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The large cervical myoma can occupy space in the pelvic cavity, shift the position of the ureter, and engorge the uterine artery and vein, resulting in a high degree of difficulty in performing the necessary surgery.1 2 Radical laparoscopic hysterectomy is commonly performed for cervical cancer, and techniques used for malignant tumor surgery may prove useful for benign cases with a high level of difficulty.3 The aim of video 1 is to introduce techniques that are commonly applied in malignant tumor surgery in order to safely perform total laparoscopic hysterectomy for a large cervical myoma. A 53-year-old G2P1 woman presented at our clinic with symptoms of right lower abdominal pain and urinary frequency without previous disease and surgerical history. Abdominopelvic examination revealed a 14-week-sized uterus filling the posterior side of the corpus uteri and extending to the isthmus uteri and cervical channel. Abdominal ultrasonography showed a 10 cm diameter cervical myoma located behind the right side of the uterus. Prior to being scheduled for surgery, she had a consultation with a gynecologic oncologist. Tumor marker and endometrial biopsies were negative. Considering the likelihood of a benign disease, we performed a total laparoscopic hysterectomy for this patient using the techniques commonly used in malignant tumor surgery, such as ureterolysis, transection of the anterior layer of the vesicouterine ligament, isolation of the ureter, and dissection of the rectovesical space (Okabayashi and Latzko space). This video presents a systematic, minimally invasive approach to performing a hysterectomy for cervical myoma, highlighting the technical and anatomic aspects that can facilitate the procedure. The patient experienced no intraoperative complications, and an intraoperative frozen section diagnosis ruled out malignancy. Total intraoperative blood loss was 150 mL, the total weight of the uterus was 1250 g, and the operation lasted about 120 min. The patient was discharged on the third day and did not exhibit any problems at follow-up. Finally, pathology confirmed the tumor as a cervical myoma. Our video shows that, in a referral center, laparoscopic management of large myomas in difficult locations appears to be a feasible and safe surgical option, especially when the surgeon has experience of using techniques for malignant tumor surgery.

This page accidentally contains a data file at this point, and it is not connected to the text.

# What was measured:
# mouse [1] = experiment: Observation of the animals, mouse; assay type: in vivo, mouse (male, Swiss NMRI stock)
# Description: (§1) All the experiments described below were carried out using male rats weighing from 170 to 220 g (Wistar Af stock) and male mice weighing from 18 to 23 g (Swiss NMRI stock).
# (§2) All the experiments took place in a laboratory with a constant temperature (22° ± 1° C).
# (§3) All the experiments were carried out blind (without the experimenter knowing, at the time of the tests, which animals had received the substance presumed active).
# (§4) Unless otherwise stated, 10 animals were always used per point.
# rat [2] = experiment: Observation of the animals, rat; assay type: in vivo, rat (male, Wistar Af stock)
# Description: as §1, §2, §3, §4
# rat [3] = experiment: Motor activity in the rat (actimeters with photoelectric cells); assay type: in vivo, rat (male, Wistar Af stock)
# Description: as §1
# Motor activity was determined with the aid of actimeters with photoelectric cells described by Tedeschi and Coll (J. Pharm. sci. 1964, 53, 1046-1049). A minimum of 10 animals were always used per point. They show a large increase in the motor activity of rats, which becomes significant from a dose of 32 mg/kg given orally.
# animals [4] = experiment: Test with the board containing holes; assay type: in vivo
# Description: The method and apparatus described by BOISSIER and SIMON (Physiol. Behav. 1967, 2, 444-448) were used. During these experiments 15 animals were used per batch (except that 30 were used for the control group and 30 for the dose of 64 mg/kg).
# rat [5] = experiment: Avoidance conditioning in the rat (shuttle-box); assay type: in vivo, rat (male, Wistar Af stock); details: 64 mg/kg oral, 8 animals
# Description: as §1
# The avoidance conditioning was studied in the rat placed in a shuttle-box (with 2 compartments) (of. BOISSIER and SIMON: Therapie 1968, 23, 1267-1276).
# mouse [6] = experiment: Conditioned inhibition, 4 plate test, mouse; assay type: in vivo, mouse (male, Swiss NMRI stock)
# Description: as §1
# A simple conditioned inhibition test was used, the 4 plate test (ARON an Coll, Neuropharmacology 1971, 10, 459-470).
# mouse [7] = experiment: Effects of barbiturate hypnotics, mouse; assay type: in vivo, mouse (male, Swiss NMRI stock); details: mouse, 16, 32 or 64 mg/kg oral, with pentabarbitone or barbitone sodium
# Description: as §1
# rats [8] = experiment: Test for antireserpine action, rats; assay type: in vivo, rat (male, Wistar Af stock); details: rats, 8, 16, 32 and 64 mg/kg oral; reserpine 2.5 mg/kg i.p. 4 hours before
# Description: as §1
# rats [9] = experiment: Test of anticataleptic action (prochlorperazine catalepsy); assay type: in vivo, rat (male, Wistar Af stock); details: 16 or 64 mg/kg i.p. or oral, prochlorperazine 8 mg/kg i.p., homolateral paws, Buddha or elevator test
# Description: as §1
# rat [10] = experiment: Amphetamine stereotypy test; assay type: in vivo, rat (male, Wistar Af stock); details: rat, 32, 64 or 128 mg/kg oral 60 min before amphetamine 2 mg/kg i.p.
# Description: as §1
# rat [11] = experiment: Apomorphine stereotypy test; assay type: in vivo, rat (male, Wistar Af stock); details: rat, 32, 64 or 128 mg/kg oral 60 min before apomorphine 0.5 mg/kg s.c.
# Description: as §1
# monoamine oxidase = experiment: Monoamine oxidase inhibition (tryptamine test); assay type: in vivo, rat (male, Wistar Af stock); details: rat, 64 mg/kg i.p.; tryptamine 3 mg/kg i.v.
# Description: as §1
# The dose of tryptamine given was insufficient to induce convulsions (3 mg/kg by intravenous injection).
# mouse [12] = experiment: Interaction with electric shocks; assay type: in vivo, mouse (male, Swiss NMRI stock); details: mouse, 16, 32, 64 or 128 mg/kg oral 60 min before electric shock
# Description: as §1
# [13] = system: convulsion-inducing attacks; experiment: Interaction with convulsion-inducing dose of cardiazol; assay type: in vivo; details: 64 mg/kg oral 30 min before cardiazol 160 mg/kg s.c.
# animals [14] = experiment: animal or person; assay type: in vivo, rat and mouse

Contributors Dr Chen and Dr Li wrote and edited the video article. Dr Yin and Dr Yao performed the surgery.
Funding The authors have not declared a specific grant for this research from any funding agency in the public, commercial or not-for-profit sectors.
Competing interests None declared.
Patient consent for publication Not required.
Provenance and peer review Not commissioned; externally peer reviewed.
Data availability statement All data relevant to the study are included in the article.
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